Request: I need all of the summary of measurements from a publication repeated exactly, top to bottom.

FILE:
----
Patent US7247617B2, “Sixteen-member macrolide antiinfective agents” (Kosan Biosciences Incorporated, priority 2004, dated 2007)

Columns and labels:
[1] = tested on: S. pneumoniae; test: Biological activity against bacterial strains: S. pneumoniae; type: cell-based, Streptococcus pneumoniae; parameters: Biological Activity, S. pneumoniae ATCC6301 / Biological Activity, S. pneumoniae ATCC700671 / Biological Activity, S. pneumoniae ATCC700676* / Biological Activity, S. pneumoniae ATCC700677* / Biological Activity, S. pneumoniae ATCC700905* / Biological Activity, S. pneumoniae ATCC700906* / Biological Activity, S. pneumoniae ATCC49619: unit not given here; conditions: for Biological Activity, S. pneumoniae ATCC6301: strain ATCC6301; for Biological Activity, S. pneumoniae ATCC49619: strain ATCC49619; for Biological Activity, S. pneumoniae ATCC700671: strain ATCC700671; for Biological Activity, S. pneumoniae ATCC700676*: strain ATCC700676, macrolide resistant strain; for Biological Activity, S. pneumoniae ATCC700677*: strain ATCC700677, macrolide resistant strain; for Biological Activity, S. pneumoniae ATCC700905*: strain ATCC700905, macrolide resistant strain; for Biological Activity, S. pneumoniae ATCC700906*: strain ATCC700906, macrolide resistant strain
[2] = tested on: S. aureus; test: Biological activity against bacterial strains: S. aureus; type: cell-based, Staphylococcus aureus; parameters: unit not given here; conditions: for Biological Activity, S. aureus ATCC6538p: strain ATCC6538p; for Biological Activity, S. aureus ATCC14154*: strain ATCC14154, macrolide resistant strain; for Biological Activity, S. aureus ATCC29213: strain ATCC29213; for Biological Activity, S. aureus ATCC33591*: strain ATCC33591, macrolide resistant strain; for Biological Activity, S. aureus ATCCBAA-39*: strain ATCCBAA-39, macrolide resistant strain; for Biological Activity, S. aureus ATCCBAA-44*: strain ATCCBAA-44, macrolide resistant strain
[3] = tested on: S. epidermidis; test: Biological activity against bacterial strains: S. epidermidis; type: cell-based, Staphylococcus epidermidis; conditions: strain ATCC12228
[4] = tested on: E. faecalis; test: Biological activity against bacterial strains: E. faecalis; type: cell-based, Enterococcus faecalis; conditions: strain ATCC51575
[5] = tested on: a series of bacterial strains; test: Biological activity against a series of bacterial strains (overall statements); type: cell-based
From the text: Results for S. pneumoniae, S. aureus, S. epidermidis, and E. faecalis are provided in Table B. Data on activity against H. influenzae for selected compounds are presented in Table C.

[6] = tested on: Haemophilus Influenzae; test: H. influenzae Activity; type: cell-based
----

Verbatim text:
Patent US7247617B2, “Sixteen-member macrolide antiinfective agents” (Kosan Biosciences Incorporated, priority 2004, dated 2007)

Columns and labels:
[1] = tested on: S. pneumoniae; test: Biological activity against bacterial strains: S. pneumoniae; type: cell-based, Streptococcus pneumoniae; parameters: Biological Activity, S. pneumoniae ATCC6301 / Biological Activity, S. pneumoniae ATCC700671 / Biological Activity, S. pneumoniae ATCC700676* / Biological Activity, S. pneumoniae ATCC700677* / Biological Activity, S. pneumoniae ATCC700905* / Biological Activity, S. pneumoniae ATCC700906* / Biological Activity, S. pneumoniae ATCC49619: unit not given here; conditions: for Biological Activity, S. pneumoniae ATCC6301: strain ATCC6301; for Biological Activity, S. pneumoniae ATCC49619: strain ATCC49619; for Biological Activity, S. pneumoniae ATCC700671: strain ATCC700671; for Biological Activity, S. pneumoniae ATCC700676*: strain ATCC700676, macrolide resistant strain; for Biological Activity, S. pneumoniae ATCC700677*: strain ATCC700677, macrolide resistant strain; for Biological Activity, S. pneumoniae ATCC700905*: strain ATCC700905, macrolide resistant strain; for Biological Activity, S. pneumoniae ATCC700906*: strain ATCC700906, macrolide resistant strain
[2] = tested on: S. aureus; test: Biological activity against bacterial strains: S. aureus; type: cell-based, Staphylococcus aureus; parameters: unit not given here; conditions: for Biological Activity, S. aureus ATCC6538p: strain ATCC6538p; for Biological Activity, S. aureus ATCC14154*: strain ATCC14154, macrolide resistant strain; for Biological Activity, S. aureus ATCC29213: strain ATCC29213; for Biological Activity, S. aureus ATCC33591*: strain ATCC33591, macrolide resistant strain; for Biological Activity, S. aureus ATCCBAA-39*: strain ATCCBAA-39, macrolide resistant strain; for Biological Activity, S. aureus ATCCBAA-44*: strain ATCCBAA-44, macrolide resistant strain
[3] = tested on: S. epidermidis; test: Biological activity against bacterial strains: S. epidermidis; type: cell-based, Staphylococcus epidermidis; conditions: strain ATCC12228
[4] = tested on: E. faecalis; test: Biological activity against bacterial strains: E. faecalis; type: cell-based, Enterococcus faecalis; conditions: strain ATCC51575
[5] = tested on: a series of bacterial strains; test: Biological activity against a series of bacterial strains (overall statements); type: cell-based
From the text: Results for S. pneumoniae, S. aureus, S. epidermidis, and E. faecalis are provided in Table B. Data on activity against H. influenzae for selected compounds are presented in Table C.

[6] = tested on: Haemophilus Influenzae; test: H. influenzae Activity; type: cell-based